Dulbecco's Modified Eagle Medium (DMEM) was purchased from GIBCO-BRL, Invitrogen Co. (Carlsbad, CA, USA). Fetal bovine serum (FBS) was purchased from SAFC Biosciences Inc. (Lenexa, KS, USA.). Bovine serum albumin (BSA), palmitate, palmitoleate, pioglitazone, GW9662, and antibodies against PERK and α-Tubulin were purchased from Sigma-Aldrich Co. (St. Louis, MO, USA). Rosiglitazone was purchased from Wako Pure Chemical Industries, Ltd. (Osaka, Japan).

4-(2-Chlorophenoxy)-N-(3-(3-methylcarbamoyl)phenyl)piperidine-1-carboxamide, a SCD-1 inhibitor was purchased from BioVision (Mountain View, CA, USA). CAY10566 was purchased from Cayman.

An antibody against CHOP/GADD153 was purchased from Santa Cruz Biotechnology Inc. (Santa Cruz, CA, USA.). Antibodies against phosphorylated-PERK (pPERK), phosphorylated JNK (pJNK), JNK, cleaved caspase-3 were purchased from Cell Signaling Technology, Inc. (Danvers, MA, USA). Horseradish peroxidase-conjugated secondary antibodies were purchased from Vector Laboratories, Inc. (Burlingame, CA, USA). Palmitate and palmitoleate were solubilized in ethanol, and mixed with BSA at a 10:1 molar ratio and incubated in DMEM at 55°C for 3hr for conjugation. The control condition contained the same amount of BSA and ethanol.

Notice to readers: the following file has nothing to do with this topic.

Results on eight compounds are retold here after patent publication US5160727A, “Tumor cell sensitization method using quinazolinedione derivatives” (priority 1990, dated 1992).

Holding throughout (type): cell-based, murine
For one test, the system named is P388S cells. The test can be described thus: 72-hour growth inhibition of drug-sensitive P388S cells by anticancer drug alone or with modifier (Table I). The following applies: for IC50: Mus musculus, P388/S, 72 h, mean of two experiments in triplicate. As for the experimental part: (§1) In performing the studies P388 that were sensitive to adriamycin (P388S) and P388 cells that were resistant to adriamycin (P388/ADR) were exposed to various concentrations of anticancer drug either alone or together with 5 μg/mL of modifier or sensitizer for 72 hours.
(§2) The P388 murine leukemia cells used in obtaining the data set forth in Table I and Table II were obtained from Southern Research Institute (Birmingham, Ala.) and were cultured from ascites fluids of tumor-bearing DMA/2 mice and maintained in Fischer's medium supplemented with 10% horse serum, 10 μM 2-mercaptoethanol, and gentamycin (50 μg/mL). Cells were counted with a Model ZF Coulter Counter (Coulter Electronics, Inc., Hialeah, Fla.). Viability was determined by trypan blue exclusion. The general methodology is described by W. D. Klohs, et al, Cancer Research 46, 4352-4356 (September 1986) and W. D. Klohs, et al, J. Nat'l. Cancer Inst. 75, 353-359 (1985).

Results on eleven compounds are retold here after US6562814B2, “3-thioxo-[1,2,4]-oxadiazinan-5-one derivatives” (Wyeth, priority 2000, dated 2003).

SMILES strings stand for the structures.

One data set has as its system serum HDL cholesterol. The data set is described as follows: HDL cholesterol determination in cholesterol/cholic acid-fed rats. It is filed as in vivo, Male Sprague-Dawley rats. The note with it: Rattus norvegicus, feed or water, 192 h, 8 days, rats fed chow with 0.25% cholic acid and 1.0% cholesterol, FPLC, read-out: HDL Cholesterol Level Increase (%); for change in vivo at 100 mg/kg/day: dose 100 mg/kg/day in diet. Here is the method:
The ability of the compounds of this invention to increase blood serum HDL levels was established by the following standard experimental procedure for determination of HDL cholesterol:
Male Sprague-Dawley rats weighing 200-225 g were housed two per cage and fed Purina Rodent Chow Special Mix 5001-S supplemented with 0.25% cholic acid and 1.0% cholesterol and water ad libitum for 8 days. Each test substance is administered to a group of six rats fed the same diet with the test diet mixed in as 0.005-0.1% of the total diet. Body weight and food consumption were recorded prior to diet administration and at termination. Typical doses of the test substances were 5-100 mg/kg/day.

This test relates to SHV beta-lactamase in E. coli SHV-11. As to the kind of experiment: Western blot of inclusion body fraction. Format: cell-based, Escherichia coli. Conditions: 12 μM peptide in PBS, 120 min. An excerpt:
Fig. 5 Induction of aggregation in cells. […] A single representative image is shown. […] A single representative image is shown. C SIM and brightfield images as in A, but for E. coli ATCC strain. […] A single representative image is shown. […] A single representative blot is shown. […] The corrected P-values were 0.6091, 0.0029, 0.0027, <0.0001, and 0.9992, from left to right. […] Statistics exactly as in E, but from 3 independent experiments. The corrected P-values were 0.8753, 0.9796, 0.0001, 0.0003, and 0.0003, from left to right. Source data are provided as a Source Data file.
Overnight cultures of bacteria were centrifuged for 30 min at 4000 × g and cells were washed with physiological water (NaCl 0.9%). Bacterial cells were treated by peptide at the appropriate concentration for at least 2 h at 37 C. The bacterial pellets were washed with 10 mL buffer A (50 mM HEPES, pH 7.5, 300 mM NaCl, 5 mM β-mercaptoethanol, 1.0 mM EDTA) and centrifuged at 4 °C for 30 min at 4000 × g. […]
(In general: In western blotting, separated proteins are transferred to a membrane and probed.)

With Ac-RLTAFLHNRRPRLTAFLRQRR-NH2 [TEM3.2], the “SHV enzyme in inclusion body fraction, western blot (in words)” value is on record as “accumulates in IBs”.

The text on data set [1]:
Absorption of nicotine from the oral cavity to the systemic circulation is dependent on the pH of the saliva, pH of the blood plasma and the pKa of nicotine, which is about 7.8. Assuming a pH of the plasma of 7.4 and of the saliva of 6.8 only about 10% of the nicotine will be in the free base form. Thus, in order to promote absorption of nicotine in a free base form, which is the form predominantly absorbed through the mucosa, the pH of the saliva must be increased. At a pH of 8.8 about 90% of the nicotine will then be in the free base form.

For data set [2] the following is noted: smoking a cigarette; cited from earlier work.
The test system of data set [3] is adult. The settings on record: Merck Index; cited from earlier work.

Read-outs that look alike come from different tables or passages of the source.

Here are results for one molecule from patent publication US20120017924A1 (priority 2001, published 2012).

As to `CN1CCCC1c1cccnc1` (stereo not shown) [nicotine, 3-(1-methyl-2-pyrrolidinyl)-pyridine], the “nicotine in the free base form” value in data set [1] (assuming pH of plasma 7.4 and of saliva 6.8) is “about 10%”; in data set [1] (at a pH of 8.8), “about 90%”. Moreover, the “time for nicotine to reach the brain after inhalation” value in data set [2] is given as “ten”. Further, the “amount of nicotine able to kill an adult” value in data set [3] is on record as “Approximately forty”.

Preparation of peritoneal macrophages (PMs)

All procedures were approved by Animal Care and Use Committee, Kyushu University and conducted in accordance with the institutional guidelines. Mice were intraperitoneally injected with 2.0 ml of 3% thioglycollate. Four days later, the peritoneal cavity was lavaged with 6 ml PBS to retrieve infiltrated cells under anesthesia with injection of ketamine (100 mg/Kg) and xylazine (10 mg/Kg). After the lavage fluid was recovered and centrifuged (1000rpm, 5 min, 4°C), the pelleted cells were resuspended in DMEM containing 10% FBS. PMs were seeded in cell culture dish and incubated at 37°C, with 5% CO2 overnight. Non-adherent cells were removed by washing with PBS and adherent cells were used as PM.